• Slower growth of toenails
  • Shiny skin on the legs
  • Erectile dysfunction in men

Your physician needs to evaluate you

Your physician will evaluate you for the complaints of leg pain particularly on walking or exercising that disappears after a few minutes of rest, numbness, tingling, or coldness in the lower legs or feet, sores or infections on your feet or legs that heal slowly.

Your physician would also examine your pulses in the blood vessels in your legs or listen to the blood flow with a stethoscope or a small device called Doppler. He might find low or no pulse sounds beyond the level of blockage.

Your physician will then confirm the diagnosis by doing the ankle brachial index (ABI) test. With this test he will compare the blood pressure in your ankle to the blood pressure in your arm. If the blood pressure in the lower part of your leg is lower than the pressure in your arm, it would be suggestive of PAD. Although this may confirm the diagnosis of PAD your physician would further recommend tests to identify the vessel affected and the level of block.

The other tests needed to confirm a diagnosis of PAD include a special ultrasound imaging technique called the Doppler ultrasound for the lower limbs (helps evaluate the blood flow through your blood vessels and also identification of blocked or narrow arteries) , arteriography or x-ray of the limbs after injection of a dye into the blood vessel, computed tomography angiography (CTA)/ magnetic resonance angiography (MRA) to detect blockages within blood vessels, and ultrasound to produce images of the blood vessels on a screen using sound waves.

Don’t lose hope – PAD is treatable

Although PAD is a serious condition, it is treatable if you seek medical advice as early as possible. Your physician will plan out a management plan that will basically attempt to provide relief from pain, and also try to prevent progression of the plaque.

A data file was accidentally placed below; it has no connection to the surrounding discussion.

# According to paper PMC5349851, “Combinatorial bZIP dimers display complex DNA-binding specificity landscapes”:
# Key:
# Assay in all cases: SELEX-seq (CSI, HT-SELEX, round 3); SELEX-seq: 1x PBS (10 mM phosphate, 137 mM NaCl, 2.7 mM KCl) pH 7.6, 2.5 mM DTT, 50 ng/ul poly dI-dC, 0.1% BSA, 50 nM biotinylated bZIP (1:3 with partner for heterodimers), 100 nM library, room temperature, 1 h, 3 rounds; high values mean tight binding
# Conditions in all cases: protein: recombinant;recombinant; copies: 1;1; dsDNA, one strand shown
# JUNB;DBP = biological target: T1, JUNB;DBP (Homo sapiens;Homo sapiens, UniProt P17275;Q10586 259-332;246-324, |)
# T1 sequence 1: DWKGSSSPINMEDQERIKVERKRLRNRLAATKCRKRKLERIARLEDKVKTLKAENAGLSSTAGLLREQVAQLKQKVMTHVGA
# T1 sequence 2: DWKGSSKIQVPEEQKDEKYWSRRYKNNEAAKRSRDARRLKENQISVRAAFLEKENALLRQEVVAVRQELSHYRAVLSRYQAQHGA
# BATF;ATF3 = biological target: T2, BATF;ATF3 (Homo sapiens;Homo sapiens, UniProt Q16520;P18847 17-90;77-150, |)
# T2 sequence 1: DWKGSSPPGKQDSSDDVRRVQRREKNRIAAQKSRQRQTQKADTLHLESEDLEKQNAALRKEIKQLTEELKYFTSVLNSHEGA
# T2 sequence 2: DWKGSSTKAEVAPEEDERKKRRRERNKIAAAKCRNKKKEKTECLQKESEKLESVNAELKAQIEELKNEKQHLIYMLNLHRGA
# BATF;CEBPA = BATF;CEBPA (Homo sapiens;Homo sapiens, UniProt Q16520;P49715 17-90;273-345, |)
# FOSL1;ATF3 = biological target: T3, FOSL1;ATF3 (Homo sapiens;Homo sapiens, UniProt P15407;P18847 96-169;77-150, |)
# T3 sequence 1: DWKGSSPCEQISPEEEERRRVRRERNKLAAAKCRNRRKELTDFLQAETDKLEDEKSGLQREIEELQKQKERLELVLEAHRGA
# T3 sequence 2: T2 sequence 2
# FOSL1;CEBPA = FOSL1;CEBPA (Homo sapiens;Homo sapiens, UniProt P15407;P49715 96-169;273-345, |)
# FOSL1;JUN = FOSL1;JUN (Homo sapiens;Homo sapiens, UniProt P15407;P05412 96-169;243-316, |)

The most important lifestyle changes needed to be done by you are to quit smoking, maintain a scheduled exercise regimen, and eat a healthy diet low in saturated and trans fat and oils.

Medicines prescribed by your doctor will include drugs to prevent clots, lower your blood pressure, lower your levels of cholesterol, and control your blood sugars, drugs for healing of infected or open wounds and to provide pain relief.

Although surgery may not be the first option in the management of the condition, it may become necessary if the block in your vessel is severe enough to cause damage to the tissue.

Surgical procedures that are done to treat PAD include angioplasty, artery bypass graft, endarterectomy, and grafting.

In angioplasty a small tube with a balloon attached is inserted and threaded into an artery. The balloon is then inflated to help open the narrowed artery. Your surgeon may also place a wire tube or stent in place to help keep the artery open.

In artery bypass graft: a blood vessel is taken from another part of the body and is attached to bypass a blocked artery. Or a section of the blocked artery may be replaced with a graft (of another vein or artificial blood vessel) to remove the block.

In endarterectomy the surgeon cleans up the plaque buildup inside the artery of the affected leg or arm.

All these are the peripheral vascular treatments offered to the people suffering from peripheral artery disease.